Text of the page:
Animators for film have artistic intent behind choosing a framerate and changing the framerate after-the-fact undermines that intent. Artists work in different numbers of frames, often referred to as ones, twos, or threes, to represent how many frames images hold for. “Ones” in 24 fps would mean 24 drawings, “twos” would mean 12 drawings in 24 fps. An animator working alone and traditionally will often work in phases, doing keyframes, inbetweens, cleanup, and color (each animator may have their own process, this is just a generalization of the broad steps). Animators choose these to show different speeds and styles of movement in their characters, and animation is not bound by the same rules as reality.

Animators use the 12 principles of animation to squash the rules that bind real bodies, and ease viewers into a fun experience with more dynamic movements. The 12 principles of animation are: squash and stretch, anticipation, staging, straight ahead action and pose-to-pose, follow through and overlapping action, ease in and out, arcs, secondary action, timing, exaggeration, solid drawing, and appeal. The video by the animator Noodle, mentioned last week, discussed the trend of using tools like the ‘277 patent to add more frames to already existing animations, which is not the intended use of such tools. He goes through how some of these principles cannot be achieved by AI alone, and how applying extra frames after the fact harms the artistic intent. Animation legend, James Baxter, (who has worked on Who Framed Roger Rabbit?, Beauty and the Beast, and Adventure Time for a guest episode, to scratch the surface) even commented on the video agreeing that after-the-fact interpolation harms artistic intent.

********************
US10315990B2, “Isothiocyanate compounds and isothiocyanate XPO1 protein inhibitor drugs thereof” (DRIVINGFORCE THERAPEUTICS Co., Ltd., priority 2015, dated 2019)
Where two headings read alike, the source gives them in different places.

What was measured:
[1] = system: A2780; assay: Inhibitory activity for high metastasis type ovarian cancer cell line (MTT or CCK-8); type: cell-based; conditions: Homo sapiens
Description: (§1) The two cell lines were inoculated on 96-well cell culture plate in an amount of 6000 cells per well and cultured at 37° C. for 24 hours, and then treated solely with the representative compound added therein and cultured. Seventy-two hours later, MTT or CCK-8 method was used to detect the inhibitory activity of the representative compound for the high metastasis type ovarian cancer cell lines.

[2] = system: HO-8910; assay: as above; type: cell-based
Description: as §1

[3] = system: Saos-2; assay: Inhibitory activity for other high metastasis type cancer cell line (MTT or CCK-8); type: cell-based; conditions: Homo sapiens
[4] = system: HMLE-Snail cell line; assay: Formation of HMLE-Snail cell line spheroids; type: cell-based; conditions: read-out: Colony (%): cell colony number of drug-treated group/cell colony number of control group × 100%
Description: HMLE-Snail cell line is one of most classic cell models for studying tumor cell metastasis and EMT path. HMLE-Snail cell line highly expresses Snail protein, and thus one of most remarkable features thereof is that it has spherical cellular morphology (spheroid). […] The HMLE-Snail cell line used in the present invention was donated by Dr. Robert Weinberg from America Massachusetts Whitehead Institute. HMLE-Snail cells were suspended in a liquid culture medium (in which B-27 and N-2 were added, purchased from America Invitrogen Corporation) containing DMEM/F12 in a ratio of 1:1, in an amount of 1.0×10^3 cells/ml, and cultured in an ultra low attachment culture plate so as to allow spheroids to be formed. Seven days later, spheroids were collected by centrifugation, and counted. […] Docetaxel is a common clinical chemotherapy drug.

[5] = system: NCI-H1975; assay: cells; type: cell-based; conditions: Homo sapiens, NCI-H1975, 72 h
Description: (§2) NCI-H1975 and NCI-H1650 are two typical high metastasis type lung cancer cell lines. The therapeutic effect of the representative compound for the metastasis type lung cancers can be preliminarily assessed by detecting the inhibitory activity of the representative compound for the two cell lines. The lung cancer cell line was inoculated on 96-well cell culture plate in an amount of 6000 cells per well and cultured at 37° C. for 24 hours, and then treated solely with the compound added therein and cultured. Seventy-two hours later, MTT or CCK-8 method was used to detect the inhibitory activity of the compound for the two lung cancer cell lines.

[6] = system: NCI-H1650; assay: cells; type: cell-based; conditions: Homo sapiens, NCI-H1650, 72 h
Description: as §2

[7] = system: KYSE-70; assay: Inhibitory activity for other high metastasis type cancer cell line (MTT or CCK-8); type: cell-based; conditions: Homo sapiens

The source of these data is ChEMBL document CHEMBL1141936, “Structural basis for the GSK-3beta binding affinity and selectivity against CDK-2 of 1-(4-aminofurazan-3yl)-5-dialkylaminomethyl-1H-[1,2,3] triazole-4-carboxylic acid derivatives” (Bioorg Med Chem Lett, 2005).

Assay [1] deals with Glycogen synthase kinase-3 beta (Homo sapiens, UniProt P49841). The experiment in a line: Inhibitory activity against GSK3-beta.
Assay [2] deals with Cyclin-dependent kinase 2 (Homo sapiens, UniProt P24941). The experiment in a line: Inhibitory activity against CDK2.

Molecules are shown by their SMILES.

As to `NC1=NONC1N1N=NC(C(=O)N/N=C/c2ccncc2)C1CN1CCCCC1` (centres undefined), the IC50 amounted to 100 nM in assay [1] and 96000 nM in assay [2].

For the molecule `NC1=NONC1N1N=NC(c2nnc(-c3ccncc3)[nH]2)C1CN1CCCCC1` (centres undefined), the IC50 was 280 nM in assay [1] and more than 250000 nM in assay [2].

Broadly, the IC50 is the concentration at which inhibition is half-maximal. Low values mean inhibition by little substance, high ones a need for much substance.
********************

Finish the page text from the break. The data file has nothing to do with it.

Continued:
Our eyes are not necessarily made to view 60 fps, before photography no one was even sure if a horse ever has all of its legs off of the ground while galloping.

So pieces of movement in animation that are implied between frames, or even are choppy, are intentional, and do not necessarily mean that a viewer would gain something by having more frames in the “empty” space.

The fps is not what makes an animation good, but fps can make gameplay feel good. It’s important to remember tools that help animation cannot replace an animator or artistic intent, and extra frames in animation after-the-fact do not make an animation better. Support tools, like that described in the ‘277 patent, may be patent eligible because they narrow in on a particular process of expediting elements of animation.  After years of development since the 2014 Alice decision, we know that patentability can turn on whether the inventions reflect a technical solution to a technical problem.  One useful inquiry is whether the statement of the invention (e.g., in the claims) could be said to capture broader concepts of animation rather than a defined technical improvement.  Technical solutions to technical problems are patent eligible; broad concepts merely applied on a computer are not.

Thank you for reading! Check back here for future posts concerning game-relevant IP!